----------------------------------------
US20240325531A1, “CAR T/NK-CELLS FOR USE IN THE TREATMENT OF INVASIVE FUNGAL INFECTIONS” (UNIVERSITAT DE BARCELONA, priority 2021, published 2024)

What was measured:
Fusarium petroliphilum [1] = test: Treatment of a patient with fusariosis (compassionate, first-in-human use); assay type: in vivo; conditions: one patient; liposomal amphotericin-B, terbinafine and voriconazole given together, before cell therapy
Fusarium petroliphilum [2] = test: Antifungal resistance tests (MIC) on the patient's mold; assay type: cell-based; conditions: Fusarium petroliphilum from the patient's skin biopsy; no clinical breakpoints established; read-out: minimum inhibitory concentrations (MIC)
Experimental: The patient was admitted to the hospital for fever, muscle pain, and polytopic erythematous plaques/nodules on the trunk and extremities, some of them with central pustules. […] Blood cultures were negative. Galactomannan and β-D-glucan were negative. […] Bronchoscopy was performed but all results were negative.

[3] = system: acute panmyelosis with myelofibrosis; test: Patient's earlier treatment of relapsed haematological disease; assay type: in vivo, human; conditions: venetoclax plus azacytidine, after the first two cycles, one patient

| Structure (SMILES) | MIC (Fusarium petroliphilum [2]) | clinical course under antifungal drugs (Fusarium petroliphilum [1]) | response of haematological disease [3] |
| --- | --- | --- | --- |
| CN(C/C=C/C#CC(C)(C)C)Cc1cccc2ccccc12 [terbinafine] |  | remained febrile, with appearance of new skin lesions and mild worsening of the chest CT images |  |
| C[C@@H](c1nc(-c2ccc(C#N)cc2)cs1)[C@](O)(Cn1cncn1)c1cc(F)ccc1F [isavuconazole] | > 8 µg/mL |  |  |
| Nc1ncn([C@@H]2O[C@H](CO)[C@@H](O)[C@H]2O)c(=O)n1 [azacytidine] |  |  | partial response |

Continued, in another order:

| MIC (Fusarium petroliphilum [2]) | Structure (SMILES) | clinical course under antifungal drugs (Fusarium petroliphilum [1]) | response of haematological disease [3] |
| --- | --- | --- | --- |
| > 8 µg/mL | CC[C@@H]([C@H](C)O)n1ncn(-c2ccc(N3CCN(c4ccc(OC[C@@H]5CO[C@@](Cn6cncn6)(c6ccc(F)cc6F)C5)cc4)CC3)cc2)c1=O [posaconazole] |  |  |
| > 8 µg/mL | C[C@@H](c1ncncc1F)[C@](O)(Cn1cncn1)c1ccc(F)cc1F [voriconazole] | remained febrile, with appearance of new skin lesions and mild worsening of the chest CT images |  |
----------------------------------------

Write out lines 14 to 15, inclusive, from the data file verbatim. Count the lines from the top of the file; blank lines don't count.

| --- | --- | --- | --- |
| > 8 µg/mL | CC[C@@H]([C@H](C)O)n1ncn(-c2ccc(N3CCN(c4ccc(OC[C@@H]5CO[C@@](Cn6cncn6)(c6ccc(F)cc6F)C5)cc4)CC3)cc2)c1=O [posaconazole] |  |  |